Shaykh AboGhoudah

After his release, he returned to Aleppo, but eventually moved to Saudi Arabia. There he taught at Imam Muhammad Ibn Saud University in Riyadh during the years 1965-1988. He also helped to develop and plan courses and programs at the University.

He was invited as a visiting Professor at Um Durman Islamic University in Sudan. He also participated in many seminars and conferences and also worked for a period in King Saud University in Riyadh.

In recognition of his scholarly achivement, Muslim scholars nominated the Shaykh in 1995 for the Prize of Sultan Brunei for Islamic Studies. The prize was offered to the Shaykh by the Oxford Centre for Islamic studies, in a ceremony in London attended personally by the Sultan and other dignilaries and scholars.

His Character

The Shaykh exemplified a distinct, noble character, the character of a Scholar and a Mujahid. His knowledge and intelligence were vast. His love and concern for the Muslim Ummah and humanity was great. He showed great insight in his grasp of the problems afflicting Muslims. He was polite and gentle in his speech and touched the hearts of those whom he communicated with. He was smart, and quick witted in his response and people’s hearts would turn towards him with love, respect and trust. He was far from extremism and would not be reactive or easily provoked. He would always judge matters in the light of the Shari’ah and taught his students to do the same.

f6p17.gif (44264 bytes) Shaykh Abu Ghuddah with Shaykh Muhammad Nazim Adil al-Haqqani, Shaykh Hisham Kabbani, Shaykh Adnan Kabbani and other delegate scholars at the Grand Reopening of the Imam Bukhari Madarasa in Bukhara.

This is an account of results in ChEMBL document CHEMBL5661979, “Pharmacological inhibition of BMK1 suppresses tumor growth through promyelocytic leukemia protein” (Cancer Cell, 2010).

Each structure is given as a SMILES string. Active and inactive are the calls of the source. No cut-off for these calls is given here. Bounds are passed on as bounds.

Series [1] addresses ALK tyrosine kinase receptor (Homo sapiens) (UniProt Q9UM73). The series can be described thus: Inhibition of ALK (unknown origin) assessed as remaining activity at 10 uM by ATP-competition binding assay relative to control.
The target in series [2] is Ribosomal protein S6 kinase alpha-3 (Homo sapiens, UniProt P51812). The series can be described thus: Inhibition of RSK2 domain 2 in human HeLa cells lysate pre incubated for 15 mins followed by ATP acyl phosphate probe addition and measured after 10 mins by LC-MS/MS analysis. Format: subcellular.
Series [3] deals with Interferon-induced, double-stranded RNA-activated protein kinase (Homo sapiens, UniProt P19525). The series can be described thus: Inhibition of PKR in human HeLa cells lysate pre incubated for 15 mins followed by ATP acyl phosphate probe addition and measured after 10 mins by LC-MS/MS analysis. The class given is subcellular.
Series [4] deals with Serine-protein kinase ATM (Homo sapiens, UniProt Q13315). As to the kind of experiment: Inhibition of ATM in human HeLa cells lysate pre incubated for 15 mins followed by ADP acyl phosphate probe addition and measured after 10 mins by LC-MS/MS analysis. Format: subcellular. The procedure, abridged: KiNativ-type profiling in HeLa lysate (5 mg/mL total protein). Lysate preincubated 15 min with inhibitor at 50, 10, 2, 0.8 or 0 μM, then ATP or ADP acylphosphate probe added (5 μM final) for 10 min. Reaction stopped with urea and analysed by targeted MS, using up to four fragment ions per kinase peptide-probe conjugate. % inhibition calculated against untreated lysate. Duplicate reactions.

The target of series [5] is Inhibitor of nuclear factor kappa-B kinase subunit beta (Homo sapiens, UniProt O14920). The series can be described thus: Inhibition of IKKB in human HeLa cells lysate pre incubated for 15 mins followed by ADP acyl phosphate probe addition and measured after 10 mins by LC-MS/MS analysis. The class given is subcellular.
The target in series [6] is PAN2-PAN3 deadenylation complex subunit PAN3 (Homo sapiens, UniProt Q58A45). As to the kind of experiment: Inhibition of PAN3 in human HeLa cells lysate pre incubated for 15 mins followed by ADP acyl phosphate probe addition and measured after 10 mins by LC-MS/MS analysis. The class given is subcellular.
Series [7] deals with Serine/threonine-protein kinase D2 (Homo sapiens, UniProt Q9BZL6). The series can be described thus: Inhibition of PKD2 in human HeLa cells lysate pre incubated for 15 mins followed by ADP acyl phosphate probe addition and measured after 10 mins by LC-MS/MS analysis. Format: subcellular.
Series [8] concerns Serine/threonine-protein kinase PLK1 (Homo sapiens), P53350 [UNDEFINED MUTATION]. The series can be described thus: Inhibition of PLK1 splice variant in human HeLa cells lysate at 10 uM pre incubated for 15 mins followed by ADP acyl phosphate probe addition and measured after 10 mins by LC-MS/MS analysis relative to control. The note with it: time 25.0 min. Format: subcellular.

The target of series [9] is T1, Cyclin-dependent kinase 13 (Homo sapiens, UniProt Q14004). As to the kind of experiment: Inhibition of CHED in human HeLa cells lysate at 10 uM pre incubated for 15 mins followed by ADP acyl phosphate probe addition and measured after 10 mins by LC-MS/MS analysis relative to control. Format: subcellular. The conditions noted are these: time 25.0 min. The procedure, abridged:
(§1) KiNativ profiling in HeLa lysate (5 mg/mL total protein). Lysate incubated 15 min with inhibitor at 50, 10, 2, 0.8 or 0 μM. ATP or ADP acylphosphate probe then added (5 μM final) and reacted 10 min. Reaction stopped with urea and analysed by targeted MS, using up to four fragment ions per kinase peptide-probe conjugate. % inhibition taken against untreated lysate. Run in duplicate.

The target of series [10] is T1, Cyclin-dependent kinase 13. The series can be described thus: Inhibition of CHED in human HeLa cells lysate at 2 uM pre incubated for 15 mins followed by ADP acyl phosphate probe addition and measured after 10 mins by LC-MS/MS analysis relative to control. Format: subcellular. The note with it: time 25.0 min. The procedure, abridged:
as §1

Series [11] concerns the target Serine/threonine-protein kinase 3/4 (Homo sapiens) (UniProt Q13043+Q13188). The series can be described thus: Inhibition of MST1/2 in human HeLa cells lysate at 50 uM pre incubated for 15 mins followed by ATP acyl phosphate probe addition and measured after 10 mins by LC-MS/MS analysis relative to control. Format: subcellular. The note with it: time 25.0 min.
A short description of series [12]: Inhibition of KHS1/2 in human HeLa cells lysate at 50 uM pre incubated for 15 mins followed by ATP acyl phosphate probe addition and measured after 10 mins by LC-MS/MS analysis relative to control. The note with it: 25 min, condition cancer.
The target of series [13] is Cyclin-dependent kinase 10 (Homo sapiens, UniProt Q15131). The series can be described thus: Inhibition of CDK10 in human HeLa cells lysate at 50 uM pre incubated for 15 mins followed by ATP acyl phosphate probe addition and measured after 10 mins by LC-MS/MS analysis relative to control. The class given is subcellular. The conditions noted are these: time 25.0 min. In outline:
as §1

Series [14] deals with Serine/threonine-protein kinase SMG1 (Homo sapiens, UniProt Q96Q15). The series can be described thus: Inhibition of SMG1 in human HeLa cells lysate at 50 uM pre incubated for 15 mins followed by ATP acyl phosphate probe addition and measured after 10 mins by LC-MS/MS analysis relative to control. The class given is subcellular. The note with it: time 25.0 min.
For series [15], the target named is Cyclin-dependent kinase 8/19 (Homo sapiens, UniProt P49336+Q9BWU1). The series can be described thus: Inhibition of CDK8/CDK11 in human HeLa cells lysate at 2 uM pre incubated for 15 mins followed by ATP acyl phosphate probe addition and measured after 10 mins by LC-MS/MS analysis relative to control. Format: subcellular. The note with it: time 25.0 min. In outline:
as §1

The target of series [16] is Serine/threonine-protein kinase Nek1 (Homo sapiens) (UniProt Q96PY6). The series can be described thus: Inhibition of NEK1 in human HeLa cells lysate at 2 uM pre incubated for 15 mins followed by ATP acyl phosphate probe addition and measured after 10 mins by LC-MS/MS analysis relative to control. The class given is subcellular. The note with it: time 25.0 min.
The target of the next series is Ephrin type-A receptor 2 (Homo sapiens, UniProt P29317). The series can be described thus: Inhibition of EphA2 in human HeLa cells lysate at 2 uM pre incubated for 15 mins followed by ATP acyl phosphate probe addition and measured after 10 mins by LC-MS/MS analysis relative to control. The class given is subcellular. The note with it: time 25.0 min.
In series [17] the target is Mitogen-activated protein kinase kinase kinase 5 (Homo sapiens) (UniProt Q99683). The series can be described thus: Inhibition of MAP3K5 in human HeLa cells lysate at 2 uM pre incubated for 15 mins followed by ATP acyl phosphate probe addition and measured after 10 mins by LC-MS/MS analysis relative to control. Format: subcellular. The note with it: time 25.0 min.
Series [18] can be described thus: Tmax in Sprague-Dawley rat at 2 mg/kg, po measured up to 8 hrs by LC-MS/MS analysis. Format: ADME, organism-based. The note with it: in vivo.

His  Da’wah

In the 1940′s the Shaykh met with Hasan Al-Banna, leader of the Muslim Brotherhood in Egypt. When he returned to Syria he was very active in the work of da’wah both generally and with the brotherhood, as his character was highly trusted and he possessed distinctive leadership qualities.

He became a leader and guide for Islamic work in Syria and was eventually chosen to be in-charge of the Syrian group of activists. During his stay in Syria, he was like a living, moving school that taught more than three generations of du’at and activists, all of whom were proud to benefit from his vast sea of knowledge. Apart from the weekly Jumu’ah khutbas that he used to deliver, he also had three lessons per week as follows:

1) Questions and Answers session: held after Jumu’ah, dealing with everyday matters. He would give his fatwas with evidences and with full consideration of the contemporary situation in which people lived.

2) Fiqh classes on Mondays: In which he would follow a comparative approach to Fiqh.

3) Hadith classes on Thursdays.

 

His Struggle

In the mid 1960s the Shaykh worked to rally scholars and bring unity among Muslims, to show their strength and stand up for their concerns. Despite the weakness of Muslims, he persevered in his efforts, undeterred by the sometimes lukewarm response of the Muslims, buried in their worldly concerns. In Kheservia Mosque, where thousands of people would gather every week, the Shaykh would raise contemporary issues and used to speak against the tide of secularism. For this he was often threatened from every direction, but stood firm in the face of this, replying with his famous couplet: “I do not care when I am killed as a Muslim, whichever side of me takes the mortal wound for Allah.”

The Shaykh passed away in the early hours of Sunday 9th Shawwal 1417 / 16th February 1997. He was buried in Jannat al-Baqi` in Madinat al-munawwara. May Allah shower his mercy on Shaykh Abdul Fattah Abu Ghuddah. May He reward him abundantly, widen his grave and make it a part of the gardens of Paradise. May He assign him with the Prophets and righteous people. May Allah grant him the best rewards. Surely our Lord is the one Who listens and Answers prayers and All praise is due to Him.

 

List of the Shaykh’s scholarly works

Peace and Blessings upon the Prophet, his Family, and his Companions

© 2012 As-Sunnah Foundation of America

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